During April of the current year, the Lebanese government adopted a “Capital Investment Program” (CIP) that focuses on the development and rehabilitation of major infrastructure projects in Lebanon, with a total estimated cost of around $23 billion, extending over a period of 12 years (2018-2030) divided into three phases of 4 years each, and including a total of over 280 projects. This report, drafted by the Credit Libanais Economic Research Unit, presents a brief overview of the transportation sector projects within the CIP, which detain the lion’s share of allocated funds, amounting to $7.38 billion or the equivalence of 32% of the total CIP envisaged cost. Transportation-related investments will be allocated over 24 separate projects, the potential economic and environmental impact of which are highlighted in this paper.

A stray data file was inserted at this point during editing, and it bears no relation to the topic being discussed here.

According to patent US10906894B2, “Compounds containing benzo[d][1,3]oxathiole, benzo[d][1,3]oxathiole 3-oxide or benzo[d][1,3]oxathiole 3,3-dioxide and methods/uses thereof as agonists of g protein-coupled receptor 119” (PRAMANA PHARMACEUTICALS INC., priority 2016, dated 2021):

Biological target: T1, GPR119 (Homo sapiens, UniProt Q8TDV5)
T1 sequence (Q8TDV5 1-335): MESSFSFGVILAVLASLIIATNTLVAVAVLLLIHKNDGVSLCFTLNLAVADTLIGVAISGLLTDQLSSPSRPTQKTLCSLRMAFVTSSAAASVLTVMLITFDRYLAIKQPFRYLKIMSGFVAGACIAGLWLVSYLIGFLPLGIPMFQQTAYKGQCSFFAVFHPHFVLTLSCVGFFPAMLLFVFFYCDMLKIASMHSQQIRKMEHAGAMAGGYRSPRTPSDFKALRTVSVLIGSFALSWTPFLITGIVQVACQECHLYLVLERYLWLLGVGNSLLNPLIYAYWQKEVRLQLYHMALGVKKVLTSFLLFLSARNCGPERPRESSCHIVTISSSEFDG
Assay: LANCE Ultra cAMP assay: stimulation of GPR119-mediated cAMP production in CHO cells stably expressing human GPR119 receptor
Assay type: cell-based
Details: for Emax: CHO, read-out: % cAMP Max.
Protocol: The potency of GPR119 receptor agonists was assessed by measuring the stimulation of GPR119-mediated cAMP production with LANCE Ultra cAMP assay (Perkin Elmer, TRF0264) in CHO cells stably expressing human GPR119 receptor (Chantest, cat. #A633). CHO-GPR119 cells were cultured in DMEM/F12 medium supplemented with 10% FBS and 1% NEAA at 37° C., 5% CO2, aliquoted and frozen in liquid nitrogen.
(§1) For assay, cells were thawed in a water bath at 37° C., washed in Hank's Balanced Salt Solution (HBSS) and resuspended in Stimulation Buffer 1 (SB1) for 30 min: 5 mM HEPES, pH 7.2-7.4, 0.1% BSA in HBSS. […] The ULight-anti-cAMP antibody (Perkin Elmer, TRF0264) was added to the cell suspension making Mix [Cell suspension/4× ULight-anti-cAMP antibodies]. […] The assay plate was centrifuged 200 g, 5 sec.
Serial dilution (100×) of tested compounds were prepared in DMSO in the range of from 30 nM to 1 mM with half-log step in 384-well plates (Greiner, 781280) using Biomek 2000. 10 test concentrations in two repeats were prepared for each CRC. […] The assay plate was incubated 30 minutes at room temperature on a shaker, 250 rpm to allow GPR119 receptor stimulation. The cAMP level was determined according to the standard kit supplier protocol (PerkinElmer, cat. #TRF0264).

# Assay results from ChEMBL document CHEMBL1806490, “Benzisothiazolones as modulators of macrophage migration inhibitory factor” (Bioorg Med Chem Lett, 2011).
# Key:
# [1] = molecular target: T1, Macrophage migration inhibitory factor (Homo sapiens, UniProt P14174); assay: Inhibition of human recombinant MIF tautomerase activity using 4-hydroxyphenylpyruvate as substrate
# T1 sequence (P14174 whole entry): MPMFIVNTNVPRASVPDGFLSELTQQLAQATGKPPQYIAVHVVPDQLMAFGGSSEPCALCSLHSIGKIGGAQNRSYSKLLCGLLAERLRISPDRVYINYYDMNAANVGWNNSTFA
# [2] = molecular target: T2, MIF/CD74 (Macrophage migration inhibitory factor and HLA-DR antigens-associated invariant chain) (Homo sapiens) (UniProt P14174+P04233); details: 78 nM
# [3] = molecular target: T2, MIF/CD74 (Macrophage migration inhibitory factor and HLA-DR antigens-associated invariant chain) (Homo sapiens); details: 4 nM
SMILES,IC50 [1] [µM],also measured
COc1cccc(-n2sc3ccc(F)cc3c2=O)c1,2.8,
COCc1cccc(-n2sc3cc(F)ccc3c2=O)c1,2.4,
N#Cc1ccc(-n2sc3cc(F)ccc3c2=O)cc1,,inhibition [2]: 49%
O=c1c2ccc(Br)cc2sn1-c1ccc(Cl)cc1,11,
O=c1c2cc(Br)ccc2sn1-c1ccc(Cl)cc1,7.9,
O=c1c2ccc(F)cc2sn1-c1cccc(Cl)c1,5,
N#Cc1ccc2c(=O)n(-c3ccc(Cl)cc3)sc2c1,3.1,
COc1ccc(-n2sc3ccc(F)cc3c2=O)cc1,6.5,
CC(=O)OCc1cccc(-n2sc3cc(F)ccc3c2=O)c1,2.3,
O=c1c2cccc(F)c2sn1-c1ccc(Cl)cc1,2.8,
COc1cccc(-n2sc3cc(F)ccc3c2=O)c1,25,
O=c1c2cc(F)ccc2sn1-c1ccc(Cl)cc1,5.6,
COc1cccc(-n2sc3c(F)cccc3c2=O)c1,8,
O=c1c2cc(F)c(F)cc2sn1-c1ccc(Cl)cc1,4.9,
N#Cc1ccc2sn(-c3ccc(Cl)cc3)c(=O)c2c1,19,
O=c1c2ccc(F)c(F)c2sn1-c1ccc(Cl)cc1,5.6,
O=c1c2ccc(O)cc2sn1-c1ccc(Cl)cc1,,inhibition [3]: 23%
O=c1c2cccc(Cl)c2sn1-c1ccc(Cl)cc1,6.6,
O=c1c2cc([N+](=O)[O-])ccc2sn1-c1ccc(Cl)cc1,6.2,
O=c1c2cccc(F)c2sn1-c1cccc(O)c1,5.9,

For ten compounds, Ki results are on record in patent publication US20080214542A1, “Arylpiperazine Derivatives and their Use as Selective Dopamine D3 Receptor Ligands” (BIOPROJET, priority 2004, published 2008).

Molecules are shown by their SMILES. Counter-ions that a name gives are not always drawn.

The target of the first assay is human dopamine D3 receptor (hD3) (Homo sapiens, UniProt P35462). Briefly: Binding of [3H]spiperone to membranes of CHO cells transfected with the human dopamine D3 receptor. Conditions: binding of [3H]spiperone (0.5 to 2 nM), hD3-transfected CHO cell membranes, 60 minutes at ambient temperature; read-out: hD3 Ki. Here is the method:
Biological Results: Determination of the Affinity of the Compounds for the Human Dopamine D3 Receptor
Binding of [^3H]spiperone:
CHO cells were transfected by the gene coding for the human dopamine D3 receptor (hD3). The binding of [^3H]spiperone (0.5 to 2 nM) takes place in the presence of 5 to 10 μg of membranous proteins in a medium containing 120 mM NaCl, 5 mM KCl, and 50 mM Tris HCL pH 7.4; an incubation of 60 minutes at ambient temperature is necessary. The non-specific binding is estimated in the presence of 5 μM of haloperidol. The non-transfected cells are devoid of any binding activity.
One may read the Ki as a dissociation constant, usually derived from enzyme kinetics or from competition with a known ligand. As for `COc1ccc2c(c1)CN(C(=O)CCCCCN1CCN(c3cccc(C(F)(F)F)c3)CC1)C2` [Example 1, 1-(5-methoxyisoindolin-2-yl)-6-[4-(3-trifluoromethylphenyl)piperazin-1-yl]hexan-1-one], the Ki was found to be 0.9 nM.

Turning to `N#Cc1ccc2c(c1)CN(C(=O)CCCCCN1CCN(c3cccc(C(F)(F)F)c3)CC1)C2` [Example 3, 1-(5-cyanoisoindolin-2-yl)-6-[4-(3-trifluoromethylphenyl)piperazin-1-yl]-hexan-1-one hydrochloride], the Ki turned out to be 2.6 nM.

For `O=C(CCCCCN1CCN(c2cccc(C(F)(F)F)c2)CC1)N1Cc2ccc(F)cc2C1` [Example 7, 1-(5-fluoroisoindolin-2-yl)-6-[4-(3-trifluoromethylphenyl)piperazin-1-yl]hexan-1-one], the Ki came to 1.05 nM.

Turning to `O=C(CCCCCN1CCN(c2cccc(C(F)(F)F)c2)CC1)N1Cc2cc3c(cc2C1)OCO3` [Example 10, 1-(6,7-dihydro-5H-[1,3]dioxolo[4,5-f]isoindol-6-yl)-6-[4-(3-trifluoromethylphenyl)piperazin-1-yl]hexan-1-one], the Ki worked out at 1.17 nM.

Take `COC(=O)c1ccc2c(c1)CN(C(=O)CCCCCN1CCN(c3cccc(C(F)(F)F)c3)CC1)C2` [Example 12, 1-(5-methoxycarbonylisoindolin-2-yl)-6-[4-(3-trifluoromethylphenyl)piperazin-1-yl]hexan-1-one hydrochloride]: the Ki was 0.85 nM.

Lebanon suffers from severe congestion conditions due to years of neglect and lack of urban planning and major investments in basic infrastructure. Furthermore, in the absence of alternatives such as a comprehensive national public transportation system or railway services, the current fleet of transportation means is largely dominated by private vehicles which account for more than 86% of the entire fleet. Daily entrant vehicles to Beirut via the Northern Highway are estimated at 300,000 according to the World Bank, while around 200,000 and 150,000 vehicles arrive via the Southern and Eastern axes respectively per workday. Moreover, the vehicle stock in Lebanon has been significantly growing over the years whereby in 1997, the total number of vehicles circulating across the road network was almost 783,000 at a time when the population was 3.1 million or 0.25 vehicle per capita, reaching an estimated 1.4 million in 2015, according to the Ministry of Environment, against a total population of 5.85 million (including Syrian refugees), the equivalence of 0.24 car per capita (a ratio that would rise to 0.32 were Syrian refugees excluded). To further aggravate the situation, the Syrian refugee crisis has imposed large burdens on the social, political, environmental, and economic levels, most tangible of which can be spotted on the level of the country’s already decaying infrastructure.